DHS missing criteria data for grants awarded to combat extremism, GAO says

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Back in 2016, the Department of Homeland Security was on the case against violent extremism. In fact, it handed out 26 grants totaling $10 million to state and local governments under a program called Combatting Violent Extremists. But the department failed to document the criteria for the awards. For the details, the Director of Homeland Security and Justice issues at the Government Accountability Office, Triana McNeil joined Federal Drive with Tom Temin.

Interview transcript:

Tom Temin: Ms. McNeil, good to have you back.

Triana McNeil: Oh, thank you, thank you Tom. Pleasure to be here.

Tom Temin: And this is a fairly small potatoes program, but it’s the kind of thing you would want to watch for in any grant program, whether it’s a billion dollars or 10 million. So what is it they fail to do precisely here?

Triana McNeil: So we looked at three issues with this grant program. The first issue was how they announced, reviewed and awarded CVE grants, and CVE grants are countering violent extremism grants. Those are grants focused and targeted on prevention and intervention. When you see for example, at risk youth going on a path toward violent extremism, that’s what these grants are about. So they’re very important. And we looked at how they put their announcement together to call for applicants to apply for these grant funds. And we found that in putting their announcement together, they did follow OMB uniform guidance. They were very clear about what the program’s priorities were, they were clear about the eligibility criteria, they were very clear about how they were going to review and select grantee applications. And so in January 2017, the administration selected 31 grantees for these grants. Now, when the new administration came in a few weeks later, they paused that, and the issue that we raised, they added additional selection criteria for this program. And they did not amend the announcement. Nor did they put an addendum attached to it publicly so that applicants would understand these new selection criteria that they were prioritizing, and potentially revise their applications to clarify how their program would meet those criteria.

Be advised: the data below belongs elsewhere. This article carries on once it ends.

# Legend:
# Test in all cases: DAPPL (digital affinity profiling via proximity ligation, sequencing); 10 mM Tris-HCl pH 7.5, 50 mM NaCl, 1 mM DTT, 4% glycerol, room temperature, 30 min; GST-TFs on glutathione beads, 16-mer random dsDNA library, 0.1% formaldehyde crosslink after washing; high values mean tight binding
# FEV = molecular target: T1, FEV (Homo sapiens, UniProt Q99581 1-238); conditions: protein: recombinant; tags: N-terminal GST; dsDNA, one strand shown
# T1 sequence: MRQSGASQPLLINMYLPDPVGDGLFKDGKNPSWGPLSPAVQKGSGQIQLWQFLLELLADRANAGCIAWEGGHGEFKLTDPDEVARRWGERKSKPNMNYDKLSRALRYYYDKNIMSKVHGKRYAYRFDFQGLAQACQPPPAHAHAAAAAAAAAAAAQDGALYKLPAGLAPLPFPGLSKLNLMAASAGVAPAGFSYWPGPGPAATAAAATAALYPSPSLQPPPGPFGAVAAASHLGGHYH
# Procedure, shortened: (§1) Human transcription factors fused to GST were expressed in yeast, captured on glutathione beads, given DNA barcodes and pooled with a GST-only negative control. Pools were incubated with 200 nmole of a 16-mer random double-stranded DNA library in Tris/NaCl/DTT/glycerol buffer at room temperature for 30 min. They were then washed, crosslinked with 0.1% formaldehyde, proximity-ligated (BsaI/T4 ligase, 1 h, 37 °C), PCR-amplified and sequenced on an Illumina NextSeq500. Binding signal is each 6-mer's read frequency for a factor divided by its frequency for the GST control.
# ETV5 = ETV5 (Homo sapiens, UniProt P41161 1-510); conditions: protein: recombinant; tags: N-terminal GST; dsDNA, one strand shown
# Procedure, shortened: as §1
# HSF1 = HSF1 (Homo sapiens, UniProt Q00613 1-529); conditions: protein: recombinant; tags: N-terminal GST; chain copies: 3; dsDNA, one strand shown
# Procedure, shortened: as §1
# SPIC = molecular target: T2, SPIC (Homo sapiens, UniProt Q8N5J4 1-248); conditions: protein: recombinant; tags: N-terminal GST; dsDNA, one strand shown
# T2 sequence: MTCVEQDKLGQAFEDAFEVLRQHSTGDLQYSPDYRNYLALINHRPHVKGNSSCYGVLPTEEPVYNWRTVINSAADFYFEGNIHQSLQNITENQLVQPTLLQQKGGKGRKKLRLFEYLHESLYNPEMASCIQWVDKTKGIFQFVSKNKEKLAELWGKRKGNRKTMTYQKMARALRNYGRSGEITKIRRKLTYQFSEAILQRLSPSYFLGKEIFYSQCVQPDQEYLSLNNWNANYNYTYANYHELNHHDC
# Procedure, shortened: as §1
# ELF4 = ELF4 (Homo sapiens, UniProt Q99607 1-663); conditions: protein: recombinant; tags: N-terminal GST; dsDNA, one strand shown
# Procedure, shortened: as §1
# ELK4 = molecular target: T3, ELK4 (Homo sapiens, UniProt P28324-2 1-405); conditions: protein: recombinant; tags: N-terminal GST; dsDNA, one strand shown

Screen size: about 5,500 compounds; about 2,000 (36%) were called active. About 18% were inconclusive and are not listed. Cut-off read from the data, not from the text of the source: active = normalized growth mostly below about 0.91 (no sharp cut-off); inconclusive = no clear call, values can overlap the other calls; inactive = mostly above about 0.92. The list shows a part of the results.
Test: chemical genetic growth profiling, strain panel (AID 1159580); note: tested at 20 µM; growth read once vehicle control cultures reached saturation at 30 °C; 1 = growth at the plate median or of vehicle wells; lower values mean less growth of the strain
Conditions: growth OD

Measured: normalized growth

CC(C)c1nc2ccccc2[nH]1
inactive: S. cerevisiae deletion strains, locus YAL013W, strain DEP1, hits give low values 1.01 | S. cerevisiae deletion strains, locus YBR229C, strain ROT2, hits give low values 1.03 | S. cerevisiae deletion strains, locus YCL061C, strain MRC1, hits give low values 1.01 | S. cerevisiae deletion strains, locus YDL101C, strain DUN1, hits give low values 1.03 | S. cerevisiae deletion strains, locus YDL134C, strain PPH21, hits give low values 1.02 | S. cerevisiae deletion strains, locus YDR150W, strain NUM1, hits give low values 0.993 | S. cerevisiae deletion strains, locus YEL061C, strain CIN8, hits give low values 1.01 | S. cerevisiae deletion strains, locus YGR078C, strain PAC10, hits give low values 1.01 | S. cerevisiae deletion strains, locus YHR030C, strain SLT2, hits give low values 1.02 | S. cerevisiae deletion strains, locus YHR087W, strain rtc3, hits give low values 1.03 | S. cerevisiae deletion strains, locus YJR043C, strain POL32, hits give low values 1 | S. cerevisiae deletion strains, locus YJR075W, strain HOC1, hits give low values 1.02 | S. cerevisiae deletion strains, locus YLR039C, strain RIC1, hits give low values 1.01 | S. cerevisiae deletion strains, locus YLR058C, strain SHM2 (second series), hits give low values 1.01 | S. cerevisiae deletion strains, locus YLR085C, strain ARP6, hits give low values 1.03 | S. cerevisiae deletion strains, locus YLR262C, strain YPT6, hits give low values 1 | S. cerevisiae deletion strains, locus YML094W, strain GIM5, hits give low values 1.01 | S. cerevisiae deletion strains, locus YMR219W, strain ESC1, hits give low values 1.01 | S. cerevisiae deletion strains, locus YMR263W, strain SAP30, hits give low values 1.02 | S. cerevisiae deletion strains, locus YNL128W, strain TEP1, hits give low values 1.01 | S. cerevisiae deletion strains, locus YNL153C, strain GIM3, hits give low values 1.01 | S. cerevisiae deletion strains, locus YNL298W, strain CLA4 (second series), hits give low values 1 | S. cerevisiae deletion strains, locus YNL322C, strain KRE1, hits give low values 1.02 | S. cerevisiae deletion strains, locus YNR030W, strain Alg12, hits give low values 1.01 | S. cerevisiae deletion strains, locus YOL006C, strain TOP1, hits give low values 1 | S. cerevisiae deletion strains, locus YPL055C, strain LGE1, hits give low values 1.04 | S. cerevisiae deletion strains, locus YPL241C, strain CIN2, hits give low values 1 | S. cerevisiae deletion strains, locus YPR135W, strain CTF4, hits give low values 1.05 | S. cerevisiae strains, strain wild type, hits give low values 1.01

Tom Temin: Yeah, that’s pretty much a no-no both in procurement and grant systems, changing the rules midway, and not letting everyone know, and having a chance to revise. Fair to say?

Triana McNeil: Well, what I would say, the 31 initial grantees that wasn’t binding. They did not publicly announce that they had selected those 31. And so the DHS secretary has the discretion to select the grantees that he or she would like, this is true. And they didn’t break any laws when they revised their selection criteria. But what they did, they lacked transparency when they added the new selection criteria and the new priorities. And that was the issue that we had got it and caused delays. And they didn’t give the grant applicants an opportunity to revise their applications to be competitive.

Tom Temin: And did this come to light through some of the potential grantees, maybe through their local members of Congress. Or what prompted GAO to look at something that while they did not do everything exactly right, is still such a small program?

Triana McNeil: So that very well may have been the case. I tend to just look at the requests in the interest of Congress, and we step back and we come up with what are the right researchable questions to tackle this issue? What is any potential areas for improvement with this program? And so we developed our researchable questions, performed our audit and found these issues.

Tom Temin: And then, as you say, they didn’t break any laws, but what are your recommendations? And did the DHS go along?